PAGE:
Where the pavement ends at the north end of DiGiorgio Road, you may find Spectacle Pod, Brown-eyed Evening Primrose, Dune Evening Primrose and Sand Verbena.  Walk out onto the flats for occasional Desert Lilies and Desert Sunflowers.  Note: 4WD recommended beyond Desert Gardens.

  • Rockhouse Canyon Road

    Fields of Dandelion and Chicory, Phacelia, Pincushion, patches of Monkey Flower and lots of Barrel Cactus.  Perennials include Indigo Bush, Ocotillo, Creosote, and Desert Lavender.  Note: 4WD high-clearance recommended.

    Yaqui Well Trail

    Fishhook Cactus, Fiddleneck, Filaree, Fremont Desert Thorn, Agave, Desert Dandelion, Whispering Bells, Pygmy Poppy, Gold Poppy, Popcorn Flower, Chia, Dune Evening Primrose, Trailing Windmills.

    Plum Canyon

    Desert Apricot and Turpentine Broom have been spotted here.  Also, Wishbone, Chuparosa, Desert Chicory, Viguiera, Fiddleneck, Phacelia, Desert Rock-Pea, and Popcorn Flower.

    Carrizo Badlands Overlook

    This pullout in the southern end of the park boasts an impressive display of lupine, along with Brown-eyed Evening Primrose, Spectacle-pod, and Creosote bush. Desert Lilies are in bud, and should be blooming before long.

    Please Remember

    Vehicles must be parked no more than one vehicle length off the road and must not trample vegetation or drive over geological features.  Dogs must remain on a leash no longer than six feet and are not allowed cross-country or on hiking trails. Pets may not be left unattended.  Please enjoy the Wildflowers and allow future visitors to enjoy them as well.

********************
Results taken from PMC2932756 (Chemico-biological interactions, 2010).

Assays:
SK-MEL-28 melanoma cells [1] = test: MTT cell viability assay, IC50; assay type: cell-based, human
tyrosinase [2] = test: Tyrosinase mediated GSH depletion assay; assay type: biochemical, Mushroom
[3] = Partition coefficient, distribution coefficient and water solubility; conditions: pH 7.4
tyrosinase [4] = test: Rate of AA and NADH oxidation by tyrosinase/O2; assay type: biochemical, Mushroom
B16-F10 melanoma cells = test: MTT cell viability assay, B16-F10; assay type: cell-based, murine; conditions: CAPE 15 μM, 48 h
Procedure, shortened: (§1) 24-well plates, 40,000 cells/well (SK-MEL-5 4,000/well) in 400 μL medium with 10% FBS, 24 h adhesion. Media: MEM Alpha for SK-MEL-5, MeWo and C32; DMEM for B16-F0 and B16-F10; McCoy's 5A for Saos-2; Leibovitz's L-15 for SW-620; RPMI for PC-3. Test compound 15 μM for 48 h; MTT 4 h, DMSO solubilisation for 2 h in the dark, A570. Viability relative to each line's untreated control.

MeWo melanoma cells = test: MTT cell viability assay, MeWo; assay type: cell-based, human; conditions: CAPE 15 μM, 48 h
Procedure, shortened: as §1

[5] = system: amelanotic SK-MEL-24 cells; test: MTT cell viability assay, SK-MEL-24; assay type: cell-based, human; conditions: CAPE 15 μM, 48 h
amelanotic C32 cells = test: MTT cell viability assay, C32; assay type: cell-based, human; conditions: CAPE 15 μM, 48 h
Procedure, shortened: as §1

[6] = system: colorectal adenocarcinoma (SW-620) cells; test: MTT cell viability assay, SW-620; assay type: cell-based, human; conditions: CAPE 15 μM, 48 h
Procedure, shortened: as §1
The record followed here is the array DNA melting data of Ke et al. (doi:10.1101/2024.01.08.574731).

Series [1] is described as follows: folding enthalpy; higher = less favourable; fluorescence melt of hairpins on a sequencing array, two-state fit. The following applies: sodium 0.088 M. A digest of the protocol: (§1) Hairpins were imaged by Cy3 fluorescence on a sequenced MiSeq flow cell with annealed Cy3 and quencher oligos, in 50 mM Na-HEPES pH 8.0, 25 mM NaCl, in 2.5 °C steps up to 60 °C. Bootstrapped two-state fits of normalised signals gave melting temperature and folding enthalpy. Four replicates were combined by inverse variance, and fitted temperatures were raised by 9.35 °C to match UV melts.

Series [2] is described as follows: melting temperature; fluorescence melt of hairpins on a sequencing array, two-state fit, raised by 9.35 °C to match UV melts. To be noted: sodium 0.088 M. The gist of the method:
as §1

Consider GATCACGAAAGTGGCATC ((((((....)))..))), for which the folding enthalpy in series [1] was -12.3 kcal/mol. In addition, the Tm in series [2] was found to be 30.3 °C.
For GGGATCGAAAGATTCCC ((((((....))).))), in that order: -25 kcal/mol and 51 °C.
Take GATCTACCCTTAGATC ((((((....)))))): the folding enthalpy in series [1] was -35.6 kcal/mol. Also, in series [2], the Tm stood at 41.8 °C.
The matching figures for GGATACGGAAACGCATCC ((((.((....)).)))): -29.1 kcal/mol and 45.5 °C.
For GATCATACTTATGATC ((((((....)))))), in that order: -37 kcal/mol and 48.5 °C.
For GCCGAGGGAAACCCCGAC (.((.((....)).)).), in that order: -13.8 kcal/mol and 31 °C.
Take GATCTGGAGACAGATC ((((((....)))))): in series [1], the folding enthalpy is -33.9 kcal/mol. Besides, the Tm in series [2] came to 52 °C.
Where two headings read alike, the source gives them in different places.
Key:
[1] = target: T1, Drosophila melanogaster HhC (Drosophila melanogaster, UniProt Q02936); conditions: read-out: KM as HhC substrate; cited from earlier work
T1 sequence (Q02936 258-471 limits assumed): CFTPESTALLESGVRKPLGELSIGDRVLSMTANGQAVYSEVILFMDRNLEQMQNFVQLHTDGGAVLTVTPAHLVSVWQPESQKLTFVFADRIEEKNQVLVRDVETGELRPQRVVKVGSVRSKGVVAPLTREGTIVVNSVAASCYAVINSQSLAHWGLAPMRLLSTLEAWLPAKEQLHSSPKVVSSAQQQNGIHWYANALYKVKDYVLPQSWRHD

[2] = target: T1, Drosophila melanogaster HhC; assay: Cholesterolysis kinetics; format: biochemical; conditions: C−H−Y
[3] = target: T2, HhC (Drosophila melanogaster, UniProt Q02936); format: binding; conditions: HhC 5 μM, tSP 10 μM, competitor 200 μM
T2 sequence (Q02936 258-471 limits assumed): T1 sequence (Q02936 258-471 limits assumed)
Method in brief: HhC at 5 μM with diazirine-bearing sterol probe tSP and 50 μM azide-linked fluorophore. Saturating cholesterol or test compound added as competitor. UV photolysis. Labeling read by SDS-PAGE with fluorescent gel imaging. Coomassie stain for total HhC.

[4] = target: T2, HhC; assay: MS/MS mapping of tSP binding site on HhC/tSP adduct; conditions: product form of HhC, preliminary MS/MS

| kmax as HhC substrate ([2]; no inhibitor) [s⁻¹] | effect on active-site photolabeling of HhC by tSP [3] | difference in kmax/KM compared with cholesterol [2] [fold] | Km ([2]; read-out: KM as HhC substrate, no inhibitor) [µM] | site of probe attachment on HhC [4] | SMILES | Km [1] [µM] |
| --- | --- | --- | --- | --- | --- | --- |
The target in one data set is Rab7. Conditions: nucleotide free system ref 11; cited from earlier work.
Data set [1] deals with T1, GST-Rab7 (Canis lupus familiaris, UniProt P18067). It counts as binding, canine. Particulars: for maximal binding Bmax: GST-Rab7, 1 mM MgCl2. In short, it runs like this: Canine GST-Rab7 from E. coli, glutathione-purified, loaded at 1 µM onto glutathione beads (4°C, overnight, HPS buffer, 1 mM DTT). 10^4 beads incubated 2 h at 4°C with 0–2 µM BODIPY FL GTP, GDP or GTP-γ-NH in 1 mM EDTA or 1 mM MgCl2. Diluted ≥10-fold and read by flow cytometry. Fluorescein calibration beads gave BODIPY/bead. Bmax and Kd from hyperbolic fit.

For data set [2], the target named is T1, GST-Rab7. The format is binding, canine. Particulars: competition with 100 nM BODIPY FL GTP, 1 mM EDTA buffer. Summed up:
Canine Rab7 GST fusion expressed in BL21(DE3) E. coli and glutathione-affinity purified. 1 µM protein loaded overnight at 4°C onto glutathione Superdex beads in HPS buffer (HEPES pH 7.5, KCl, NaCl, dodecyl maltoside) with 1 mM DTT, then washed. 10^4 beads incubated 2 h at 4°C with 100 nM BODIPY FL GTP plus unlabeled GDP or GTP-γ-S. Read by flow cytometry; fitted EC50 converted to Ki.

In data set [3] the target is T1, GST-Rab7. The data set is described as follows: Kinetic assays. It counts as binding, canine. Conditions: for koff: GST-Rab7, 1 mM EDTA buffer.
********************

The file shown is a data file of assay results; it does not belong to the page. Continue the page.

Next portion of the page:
Seasonal Advisory

 

USE CAUTION ON DIRT ROADS
Many dirt roads in the park experienced flooding last month. Road conditions are variable; most roads require four-wheel-drive and many require high clearance as well. Be aware that after rains, mud can be very sticky and can trap even four-wheel drive vehicles; do not drive into mud puddles! Check road conditions (last updated 2/10/17).

MORE RAIN IS FORECAST FOR THE COMING WEEKEND, WHICH MEANS THAT ROADS ARE LIKELY TO BECOME EVEN MORE MUDDY, SLICK, AND STICKY. VISITORS ARE ADVISED TO USE EXTREME CAUTION WHEN TRAVELING DIRT ROADS IN THE PARK, EVEN WITH FOUR-WHEEL-DRIVE VEHICLES!

About us - Location - Directions

Anza-Borrego Desert State Park is the largest state park in California. Five hundred miles of dirt roads, 12 wilderness areas and many miles of hiking trails provide visitors with an unparalleled opportunity to experience the wonders of the California Desert. The park is named for Spanish explorer Juan Bautista de Anza and the Spanish word borrego, or bighorn sheep. The park features washes, wildflowers, palm groves, cacti and sweeping vistas. Visitors may also have the chance to see roadrunners, golden eagles, kit foxes, mule deer and bighorn sheep as well as iguanas, chuckwallas and the red diamond rattlesnake. Listening devices for the hearing impaired are available in the visitor center.